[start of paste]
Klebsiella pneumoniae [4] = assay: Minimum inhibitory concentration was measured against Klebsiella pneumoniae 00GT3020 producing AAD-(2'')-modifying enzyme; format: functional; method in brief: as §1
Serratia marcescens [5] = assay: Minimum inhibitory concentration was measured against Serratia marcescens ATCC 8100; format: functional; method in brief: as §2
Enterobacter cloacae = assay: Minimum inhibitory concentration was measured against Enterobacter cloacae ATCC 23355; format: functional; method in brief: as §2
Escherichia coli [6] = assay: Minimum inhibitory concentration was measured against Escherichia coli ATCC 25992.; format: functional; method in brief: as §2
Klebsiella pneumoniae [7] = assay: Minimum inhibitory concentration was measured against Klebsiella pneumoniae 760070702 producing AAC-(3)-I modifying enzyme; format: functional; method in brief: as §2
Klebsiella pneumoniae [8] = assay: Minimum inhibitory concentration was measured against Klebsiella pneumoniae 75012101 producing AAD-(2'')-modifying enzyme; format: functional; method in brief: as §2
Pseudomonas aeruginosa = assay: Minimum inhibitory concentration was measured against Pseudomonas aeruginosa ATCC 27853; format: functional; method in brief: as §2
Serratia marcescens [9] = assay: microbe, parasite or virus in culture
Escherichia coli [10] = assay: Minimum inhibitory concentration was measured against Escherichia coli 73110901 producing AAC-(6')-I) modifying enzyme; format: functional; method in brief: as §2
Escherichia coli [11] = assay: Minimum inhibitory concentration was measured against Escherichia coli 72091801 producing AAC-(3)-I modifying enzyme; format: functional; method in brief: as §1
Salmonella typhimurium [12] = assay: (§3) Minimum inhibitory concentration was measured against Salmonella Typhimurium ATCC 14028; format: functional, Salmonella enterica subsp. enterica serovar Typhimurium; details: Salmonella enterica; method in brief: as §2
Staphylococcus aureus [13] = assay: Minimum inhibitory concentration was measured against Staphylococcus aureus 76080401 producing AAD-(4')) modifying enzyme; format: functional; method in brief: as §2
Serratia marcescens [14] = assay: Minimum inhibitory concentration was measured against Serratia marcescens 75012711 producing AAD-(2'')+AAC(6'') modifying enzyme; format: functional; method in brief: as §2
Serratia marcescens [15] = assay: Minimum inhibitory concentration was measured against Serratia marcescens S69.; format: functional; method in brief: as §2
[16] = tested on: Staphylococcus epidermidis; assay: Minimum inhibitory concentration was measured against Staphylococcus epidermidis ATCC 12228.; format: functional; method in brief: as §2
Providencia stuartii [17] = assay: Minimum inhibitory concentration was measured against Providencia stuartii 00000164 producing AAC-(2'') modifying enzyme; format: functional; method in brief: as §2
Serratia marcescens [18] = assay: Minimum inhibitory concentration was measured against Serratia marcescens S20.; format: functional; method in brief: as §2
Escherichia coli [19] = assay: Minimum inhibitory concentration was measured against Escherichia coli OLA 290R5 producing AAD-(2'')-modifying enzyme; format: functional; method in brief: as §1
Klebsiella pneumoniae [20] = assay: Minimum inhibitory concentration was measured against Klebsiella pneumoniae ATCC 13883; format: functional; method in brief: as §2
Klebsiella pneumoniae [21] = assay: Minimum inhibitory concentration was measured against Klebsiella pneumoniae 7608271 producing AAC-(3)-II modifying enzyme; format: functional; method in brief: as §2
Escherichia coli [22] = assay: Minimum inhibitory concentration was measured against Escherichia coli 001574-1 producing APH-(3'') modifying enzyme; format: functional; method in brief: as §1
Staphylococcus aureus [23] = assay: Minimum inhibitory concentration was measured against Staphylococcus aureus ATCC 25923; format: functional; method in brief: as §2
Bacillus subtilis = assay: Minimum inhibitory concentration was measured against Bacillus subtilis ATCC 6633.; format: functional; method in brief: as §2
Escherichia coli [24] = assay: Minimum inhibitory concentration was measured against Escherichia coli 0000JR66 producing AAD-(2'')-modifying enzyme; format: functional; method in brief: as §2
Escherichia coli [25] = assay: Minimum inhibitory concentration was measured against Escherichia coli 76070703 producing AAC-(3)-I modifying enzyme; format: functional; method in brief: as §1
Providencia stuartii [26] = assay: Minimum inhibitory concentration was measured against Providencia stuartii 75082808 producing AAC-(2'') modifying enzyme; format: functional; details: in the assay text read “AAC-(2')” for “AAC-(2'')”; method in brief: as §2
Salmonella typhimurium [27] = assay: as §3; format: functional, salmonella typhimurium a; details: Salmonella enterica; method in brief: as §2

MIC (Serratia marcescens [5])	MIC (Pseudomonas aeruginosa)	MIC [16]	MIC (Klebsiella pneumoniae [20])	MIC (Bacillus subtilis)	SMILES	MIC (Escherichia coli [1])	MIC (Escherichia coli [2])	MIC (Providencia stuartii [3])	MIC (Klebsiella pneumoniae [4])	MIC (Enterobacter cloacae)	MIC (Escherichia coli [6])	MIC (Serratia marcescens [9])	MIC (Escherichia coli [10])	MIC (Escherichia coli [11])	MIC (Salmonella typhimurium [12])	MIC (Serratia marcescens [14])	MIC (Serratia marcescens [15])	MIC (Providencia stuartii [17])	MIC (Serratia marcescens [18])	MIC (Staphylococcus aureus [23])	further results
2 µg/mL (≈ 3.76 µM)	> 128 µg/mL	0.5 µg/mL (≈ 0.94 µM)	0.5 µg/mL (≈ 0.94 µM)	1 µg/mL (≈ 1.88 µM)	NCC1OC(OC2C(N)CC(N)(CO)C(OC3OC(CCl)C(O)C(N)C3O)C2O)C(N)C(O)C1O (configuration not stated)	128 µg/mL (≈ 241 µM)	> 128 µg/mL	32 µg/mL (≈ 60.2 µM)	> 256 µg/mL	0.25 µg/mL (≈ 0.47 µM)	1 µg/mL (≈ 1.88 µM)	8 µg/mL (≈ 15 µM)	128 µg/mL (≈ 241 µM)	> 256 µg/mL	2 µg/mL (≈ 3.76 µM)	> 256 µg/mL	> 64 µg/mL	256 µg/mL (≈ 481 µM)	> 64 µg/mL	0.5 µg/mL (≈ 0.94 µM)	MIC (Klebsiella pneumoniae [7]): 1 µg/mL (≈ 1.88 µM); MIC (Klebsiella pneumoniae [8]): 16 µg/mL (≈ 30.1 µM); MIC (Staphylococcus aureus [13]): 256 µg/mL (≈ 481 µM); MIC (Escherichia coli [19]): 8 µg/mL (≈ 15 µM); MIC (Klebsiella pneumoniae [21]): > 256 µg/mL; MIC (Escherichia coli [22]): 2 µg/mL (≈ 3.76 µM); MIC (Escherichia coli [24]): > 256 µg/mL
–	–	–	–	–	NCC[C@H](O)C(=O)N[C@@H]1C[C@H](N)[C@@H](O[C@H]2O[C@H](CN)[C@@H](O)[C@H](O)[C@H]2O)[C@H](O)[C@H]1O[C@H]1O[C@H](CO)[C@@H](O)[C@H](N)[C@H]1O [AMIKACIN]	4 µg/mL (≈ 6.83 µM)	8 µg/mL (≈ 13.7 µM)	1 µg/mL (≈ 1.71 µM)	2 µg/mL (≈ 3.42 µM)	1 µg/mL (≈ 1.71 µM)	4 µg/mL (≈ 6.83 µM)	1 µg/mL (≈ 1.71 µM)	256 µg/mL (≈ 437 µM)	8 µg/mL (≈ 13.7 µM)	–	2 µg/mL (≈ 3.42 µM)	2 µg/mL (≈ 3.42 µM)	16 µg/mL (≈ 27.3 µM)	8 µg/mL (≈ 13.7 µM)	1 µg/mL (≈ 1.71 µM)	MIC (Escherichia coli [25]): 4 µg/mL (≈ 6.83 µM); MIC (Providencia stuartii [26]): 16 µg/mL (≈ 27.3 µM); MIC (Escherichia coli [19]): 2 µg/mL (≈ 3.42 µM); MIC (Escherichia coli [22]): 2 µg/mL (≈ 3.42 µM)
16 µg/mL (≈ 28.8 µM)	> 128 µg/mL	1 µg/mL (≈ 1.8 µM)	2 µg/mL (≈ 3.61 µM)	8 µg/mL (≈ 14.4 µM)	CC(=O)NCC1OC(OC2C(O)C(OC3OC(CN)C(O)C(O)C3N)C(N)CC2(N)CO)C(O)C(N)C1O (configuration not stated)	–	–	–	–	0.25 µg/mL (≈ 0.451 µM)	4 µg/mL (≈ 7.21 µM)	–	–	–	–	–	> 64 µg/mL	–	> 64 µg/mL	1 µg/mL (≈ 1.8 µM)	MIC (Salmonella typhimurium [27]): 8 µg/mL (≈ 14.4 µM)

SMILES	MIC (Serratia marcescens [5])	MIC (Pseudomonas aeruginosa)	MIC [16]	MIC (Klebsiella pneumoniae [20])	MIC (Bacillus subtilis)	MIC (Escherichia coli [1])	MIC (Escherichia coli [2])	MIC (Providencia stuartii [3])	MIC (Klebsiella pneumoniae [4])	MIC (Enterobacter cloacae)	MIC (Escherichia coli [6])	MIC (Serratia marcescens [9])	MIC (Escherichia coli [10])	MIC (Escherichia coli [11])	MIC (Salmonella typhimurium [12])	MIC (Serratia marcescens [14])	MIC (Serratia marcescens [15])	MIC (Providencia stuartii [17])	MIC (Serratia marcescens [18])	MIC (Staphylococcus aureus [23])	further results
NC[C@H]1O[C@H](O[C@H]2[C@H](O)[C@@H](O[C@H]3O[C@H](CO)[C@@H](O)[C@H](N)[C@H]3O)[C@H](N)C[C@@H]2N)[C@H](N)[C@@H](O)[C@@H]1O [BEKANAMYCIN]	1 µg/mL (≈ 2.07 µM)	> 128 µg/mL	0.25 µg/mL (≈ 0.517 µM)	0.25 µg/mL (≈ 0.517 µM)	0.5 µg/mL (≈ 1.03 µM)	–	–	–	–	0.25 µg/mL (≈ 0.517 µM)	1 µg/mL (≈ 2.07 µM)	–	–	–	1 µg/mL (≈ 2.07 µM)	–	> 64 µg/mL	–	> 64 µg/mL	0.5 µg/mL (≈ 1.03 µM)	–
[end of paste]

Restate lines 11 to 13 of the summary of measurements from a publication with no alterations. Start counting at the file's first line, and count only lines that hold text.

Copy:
Salmonella typhimurium [12] = assay: (§3) Minimum inhibitory concentration was measured against Salmonella Typhimurium ATCC 14028; format: functional, Salmonella enterica subsp. enterica serovar Typhimurium; details: Salmonella enterica; method in brief: as §2
Staphylococcus aureus [13] = assay: Minimum inhibitory concentration was measured against Staphylococcus aureus 76080401 producing AAD-(4')) modifying enzyme; format: functional; method in brief: as §2
Serratia marcescens [14] = assay: Minimum inhibitory concentration was measured against Serratia marcescens 75012711 producing AAD-(2'')+AAC(6'') modifying enzyme; format: functional; method in brief: as §2